My Kid Has Autism. Now What?

We’ve Come A Long Way in Educating Kids With Autism, But That Doesn't Mean It's Easy

Autism education has come a long way in the past few decades, but diagnosing children with autism, figuring out how best to teach them, and raising awareness among students, parents, and teachers still pose challenges. In a panel co-presented by Arizona State University’s Mary Lou Fulton Teachers College at the ASU Art Museum, a group of educators discussed what strategies and practices work best—and the obstacles toward implementing them in the classroom.

When Mesa Public Schools special education director Jan Cawthorne began her career years ago, children with disabilities were separated from other students—put in classes at the back of the school, or somewhere else hidden away. A sea change has occurred since then in the shift toward inclusive practices—the result of research showing that kids with autism and other disabilities benefit from being part of a school community.

Even as people are more aware of autism in general, diagnosis remains difficult, said Arizona State University educational psychologist Erin Rotheram-Fuller. There are more parent networks, and more people trained in both diagnosing and supporting these kids. But for parents, it’s still a challenge to find first a diagnostician and then a provider who can help their children.

The average age of diagnosis, said Southwest Autism Research & Resource Center (SARRC) president and CEO Daniel Openden, is between 11 months and 4 years. But age 4 is still too late. “We argue in this field about just about everything,” said Openden. “But the one issue that uniformly everyone agrees on is you’ve got to diagnose kids as early as possible and get them treatment as early as possible.” The preschool at SARRC starts teaching children at 18 months. Openden and SARRC combine early intervention with a commitment to inclusion: More than half of the preschool’s students are not diagnosed with autism. SARRC is also working to intervene as early as six months by recruiting the younger siblings of already-diagnosed children, who have a greater risk of sharing the diagnosis.

Arizona Republic education reporter Cathryn Creno, the evening’s moderator, asked Rotheram-Fuller about her research showing that inclusion—in which kids with autism are integrated in general education classrooms—also benefits typically developing kids.

Rotheram-Fuller said that inclusion isn’t perfect: Conflicts happen when teachers and students aren’t prepared. But typically developing kids become more tolerant and understanding when they are in classrooms with kids with autism—and those kids, in turn, get exposed to the modeling of social behaviors they need to learn.

Cawthorne said that her district—which works to put students with disabilities in general education classrooms as much as possible—has found that bringing a parent into class to talk about his or her child’s disability with students has been very helpful in avoiding conflicts.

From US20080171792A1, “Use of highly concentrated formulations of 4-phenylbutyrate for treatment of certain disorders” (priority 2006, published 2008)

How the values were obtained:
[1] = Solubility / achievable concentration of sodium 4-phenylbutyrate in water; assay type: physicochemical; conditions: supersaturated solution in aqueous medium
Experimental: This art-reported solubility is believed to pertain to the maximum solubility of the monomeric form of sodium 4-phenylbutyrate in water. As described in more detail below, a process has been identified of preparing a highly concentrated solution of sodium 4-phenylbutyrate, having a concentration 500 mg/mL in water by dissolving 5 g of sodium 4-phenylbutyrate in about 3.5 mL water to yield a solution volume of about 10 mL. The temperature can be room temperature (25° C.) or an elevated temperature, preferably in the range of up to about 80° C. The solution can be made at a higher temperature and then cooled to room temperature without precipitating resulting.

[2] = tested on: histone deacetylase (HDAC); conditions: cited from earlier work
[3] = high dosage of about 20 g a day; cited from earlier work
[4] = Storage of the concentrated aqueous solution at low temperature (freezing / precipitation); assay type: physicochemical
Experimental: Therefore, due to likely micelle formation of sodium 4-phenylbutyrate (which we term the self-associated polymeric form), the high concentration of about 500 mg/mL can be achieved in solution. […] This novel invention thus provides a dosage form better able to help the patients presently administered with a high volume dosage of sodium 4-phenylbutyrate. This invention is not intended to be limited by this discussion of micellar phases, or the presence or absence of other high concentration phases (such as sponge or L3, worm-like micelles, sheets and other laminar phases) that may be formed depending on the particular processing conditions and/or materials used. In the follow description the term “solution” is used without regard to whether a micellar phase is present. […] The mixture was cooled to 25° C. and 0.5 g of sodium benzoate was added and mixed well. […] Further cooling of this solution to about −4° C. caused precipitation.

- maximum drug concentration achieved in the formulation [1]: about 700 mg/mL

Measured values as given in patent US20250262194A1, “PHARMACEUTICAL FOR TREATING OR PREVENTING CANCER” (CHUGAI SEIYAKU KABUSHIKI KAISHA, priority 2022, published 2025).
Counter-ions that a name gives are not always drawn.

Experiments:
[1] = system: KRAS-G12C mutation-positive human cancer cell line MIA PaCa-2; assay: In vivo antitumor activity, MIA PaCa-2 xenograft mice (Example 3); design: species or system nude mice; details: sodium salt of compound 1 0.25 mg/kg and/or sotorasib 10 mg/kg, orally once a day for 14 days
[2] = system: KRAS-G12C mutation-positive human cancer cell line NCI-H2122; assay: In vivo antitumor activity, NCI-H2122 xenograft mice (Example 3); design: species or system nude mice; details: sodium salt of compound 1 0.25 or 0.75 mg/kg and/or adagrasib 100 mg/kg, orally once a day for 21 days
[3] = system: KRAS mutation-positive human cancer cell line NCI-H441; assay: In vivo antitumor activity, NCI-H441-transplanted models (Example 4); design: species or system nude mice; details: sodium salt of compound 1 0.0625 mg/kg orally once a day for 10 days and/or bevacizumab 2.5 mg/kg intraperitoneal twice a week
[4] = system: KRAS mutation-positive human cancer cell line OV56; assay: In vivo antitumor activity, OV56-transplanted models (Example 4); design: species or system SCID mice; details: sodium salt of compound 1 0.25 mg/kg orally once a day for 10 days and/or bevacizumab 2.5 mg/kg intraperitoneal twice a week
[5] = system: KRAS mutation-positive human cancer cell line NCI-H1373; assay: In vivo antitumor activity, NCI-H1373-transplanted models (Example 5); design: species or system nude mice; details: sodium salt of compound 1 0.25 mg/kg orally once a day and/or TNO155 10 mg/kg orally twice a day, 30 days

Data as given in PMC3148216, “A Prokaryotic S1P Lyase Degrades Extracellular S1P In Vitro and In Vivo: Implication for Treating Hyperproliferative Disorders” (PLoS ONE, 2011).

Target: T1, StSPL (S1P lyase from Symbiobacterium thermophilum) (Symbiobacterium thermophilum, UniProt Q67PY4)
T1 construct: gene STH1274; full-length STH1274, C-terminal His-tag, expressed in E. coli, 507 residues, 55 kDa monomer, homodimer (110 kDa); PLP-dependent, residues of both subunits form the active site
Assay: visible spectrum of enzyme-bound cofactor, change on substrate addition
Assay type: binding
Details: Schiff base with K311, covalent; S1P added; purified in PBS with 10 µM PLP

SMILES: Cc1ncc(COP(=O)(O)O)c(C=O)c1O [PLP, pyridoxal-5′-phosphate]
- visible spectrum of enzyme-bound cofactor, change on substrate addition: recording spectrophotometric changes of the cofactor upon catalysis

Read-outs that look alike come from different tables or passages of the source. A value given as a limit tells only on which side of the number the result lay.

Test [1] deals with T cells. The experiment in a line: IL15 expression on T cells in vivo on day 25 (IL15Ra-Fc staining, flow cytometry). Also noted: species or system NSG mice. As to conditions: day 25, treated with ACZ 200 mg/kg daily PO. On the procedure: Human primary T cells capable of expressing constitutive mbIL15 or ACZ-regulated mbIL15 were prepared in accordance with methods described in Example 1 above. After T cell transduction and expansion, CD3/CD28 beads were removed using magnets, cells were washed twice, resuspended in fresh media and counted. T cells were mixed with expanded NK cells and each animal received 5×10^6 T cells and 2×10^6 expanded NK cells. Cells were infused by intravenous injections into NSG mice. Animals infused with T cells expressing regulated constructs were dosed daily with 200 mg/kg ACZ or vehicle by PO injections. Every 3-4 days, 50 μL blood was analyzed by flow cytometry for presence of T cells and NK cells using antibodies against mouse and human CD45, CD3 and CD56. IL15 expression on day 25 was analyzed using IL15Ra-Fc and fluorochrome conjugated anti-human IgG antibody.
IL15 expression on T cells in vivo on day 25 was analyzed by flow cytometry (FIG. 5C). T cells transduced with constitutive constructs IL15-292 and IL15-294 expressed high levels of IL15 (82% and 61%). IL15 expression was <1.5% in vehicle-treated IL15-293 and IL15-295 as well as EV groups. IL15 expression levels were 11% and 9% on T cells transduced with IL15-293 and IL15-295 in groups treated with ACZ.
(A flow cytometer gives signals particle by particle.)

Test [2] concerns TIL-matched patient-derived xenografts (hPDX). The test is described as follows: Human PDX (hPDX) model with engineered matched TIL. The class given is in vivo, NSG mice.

Why, Creno asked the panelists, is it so important to educate kids with autism and typically developing kids together?

“For us, the heart of autism is a social disorder,” said Openden. “So it never made sense to take kids who are socially disordered and put them all together.” Plus, kids with autism leave school and go into the real world—where most of the people they meet and interact with will not be people with autism.

Creno asked the panelists what it takes to be the best possible teacher for students with autism.

Rotheram-Fuller said that learning about autism is important—but so is being flexible and setting a positive tone. Teachers need to let students know that everyone in the classroom is important and respected, and that they’re all going to do whatever it takes to make sure everyone succeeds.

Cawthorne said that when she hires teachers, the most important skill she looks for is the ability to assess a situation, problem-solve through it, and use one’s own resources—or seek outside resources—for help. The teachers who have trouble, she said, are the ones who give up easily. And while teachers should be flexible, they also need to teach children with autism to adapt to their environment and learn to be flexible if they’re going to succeed.

Before turning to the audience for the question-and-answer session, Creno asked the panelists what they think Arizona needs from its policymakers to support kids with disabilities.

“It always comes down to money,” said Cawthorne.

We need “really good school leaders,” said Openden, who are committed to educating typically developing students and students with disabilities.

And children have to be taught “to be good citizens,” said Rotheram-Fuller. It’s a practice that often stops around second grade—which is when kids with autism often stop improving—and it needs to be reinforced in older grades as well.

In the question-and-answer session, an audience member asked how parents seeking more support for their children should approach teachers who are already dealing with large class sizes and funding cuts.

Cawthorne said that if a parent isn’t getting satisfaction from talking with an individual teacher, he or she should approach the district special education director. Getting a group of parents together can also be helpful—and so can approaching a problem by asking how everyone can get together to solve it. “We are always looking to form partnerships with parents,” she said.

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